Ensure your mentoring relationship is above average by using these tips to get off to a great start. Building trust, inspiring confidence, and identifying shared values are the building blocks of a great mentoring relationship.
Cheat #1: Build Trust = identifying shared values or experiences
Identify what you have in common. Common experiences or characteristics bind us to one another. I experience immediate rapport with someone when I discover she too studied karate (like me!) or likes cycling (like me) or lived in Arizona (like me!). Finding how the other person is like you will help you to bridge generation gaps too.
If you haven’t already then it is not too late to ask about your mentee’s background or ask questions like:
What do you wish I knew about you?
If I met your best friend in the parking lot later what would she tell me about you?
Cheat #2: Inspire Confidence
My good friend and colleague Brad Johnson, Professor at the U.S. Naval Academy, and David Smith recently wrote a fantastic book Athena Rising: How and Why Men Should Mentor Women for men who mentor women. As a woman, I also found the advice helpful as I think more intentionally about improving my mentorship of women. They wrote:
“Excellent mentors for women exude unrelenting confidence in a mentee’s potential and her capacity to realize her aspirations.”
It is easy to overlook the importance of communicating our belief in our mentee’s abilities and dreams. Women tend to underestimate their ability and their performance. Some folks refer to this phenomenon as the Cinderella Syndrome – when accomplished women feel like imposters. Having experienced this feeling, I am better at recognizing it in myself and in others. Encourage your mentee to be recognized and noticed for her work…and it might take a few gentle reminders as I did so recently with one of my mentees. There is a boundary between being intrusive, pestering, and supportive. However, I find more than one ‘gentle reminder’ is usually needed and appreciated.
Cheat #3: Dream BIG together
A recent Harvard Business Review article claims male mentors aren’t pushing female mentees hard enough. Some people worry women can’t handle it (they will tear up) or that we tend to “protect” women. One of the early mentoring researchers said that mentors help mentees “realize the dream.” Ask your mentee to share her aspirations and dreams. Then listen to those dreams and think about how you can help her develop a plan to achieve them. War stories have a place but listening and thoughtful questions help mentees develop their confidence in their dreams, expand those dreams…and achieve them.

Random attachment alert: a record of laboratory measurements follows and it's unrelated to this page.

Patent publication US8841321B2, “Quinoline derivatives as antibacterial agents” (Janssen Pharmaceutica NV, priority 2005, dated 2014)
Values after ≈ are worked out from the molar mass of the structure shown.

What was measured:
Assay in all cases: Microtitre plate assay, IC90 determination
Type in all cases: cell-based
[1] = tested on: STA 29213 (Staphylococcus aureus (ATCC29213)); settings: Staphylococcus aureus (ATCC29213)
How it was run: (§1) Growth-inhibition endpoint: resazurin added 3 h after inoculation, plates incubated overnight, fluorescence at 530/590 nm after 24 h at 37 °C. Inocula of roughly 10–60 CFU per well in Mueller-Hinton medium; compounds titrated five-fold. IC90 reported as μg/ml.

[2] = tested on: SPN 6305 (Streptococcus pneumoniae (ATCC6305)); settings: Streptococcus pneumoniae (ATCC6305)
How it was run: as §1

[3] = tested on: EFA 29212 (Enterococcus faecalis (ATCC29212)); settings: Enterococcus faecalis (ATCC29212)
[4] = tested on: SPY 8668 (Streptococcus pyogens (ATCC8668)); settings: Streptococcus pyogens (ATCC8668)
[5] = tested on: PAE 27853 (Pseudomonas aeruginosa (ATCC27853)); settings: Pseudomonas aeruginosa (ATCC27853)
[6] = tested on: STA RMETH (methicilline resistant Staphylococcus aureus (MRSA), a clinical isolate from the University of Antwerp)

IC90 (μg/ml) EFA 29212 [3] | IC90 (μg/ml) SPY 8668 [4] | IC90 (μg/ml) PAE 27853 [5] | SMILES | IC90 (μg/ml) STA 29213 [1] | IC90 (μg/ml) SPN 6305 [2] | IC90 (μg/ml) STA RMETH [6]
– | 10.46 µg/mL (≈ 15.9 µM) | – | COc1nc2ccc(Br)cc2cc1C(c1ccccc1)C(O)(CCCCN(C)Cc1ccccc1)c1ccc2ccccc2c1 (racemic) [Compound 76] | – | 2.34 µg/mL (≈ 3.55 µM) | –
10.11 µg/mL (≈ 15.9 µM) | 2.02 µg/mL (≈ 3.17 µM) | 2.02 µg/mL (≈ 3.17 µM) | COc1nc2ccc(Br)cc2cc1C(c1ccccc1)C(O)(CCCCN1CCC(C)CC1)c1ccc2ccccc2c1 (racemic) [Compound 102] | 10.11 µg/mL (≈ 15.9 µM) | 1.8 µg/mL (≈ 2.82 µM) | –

It might that your mentee most needs your help to develop their big dream. There are times when you might need to share your dream for your mentee. I did this recently when I told her that my dream was for her to have greater awareness in the next year about her hopes, dreams, and aspirations and more clarity about her strengths and sense of purpose.
All Good Things Must Come to an End
We tend to spend a lot of time at the start of relationships but neglect paying attention to how we might end them well.
When mentoring occurs naturally, relationships seem to move to their natural end by either drifting slowly apart or maintaining an enduring relationship for a lifetime. However, formal (assigned) mentoring relationships have a clear start and end dates. At least, the relationship ends or changes from what was originally constructed.
Being a great mentor (or mentee) also means you give attention to ending a mentoring relationship well. Mentoring relationships, like other relationships we have, go through stages.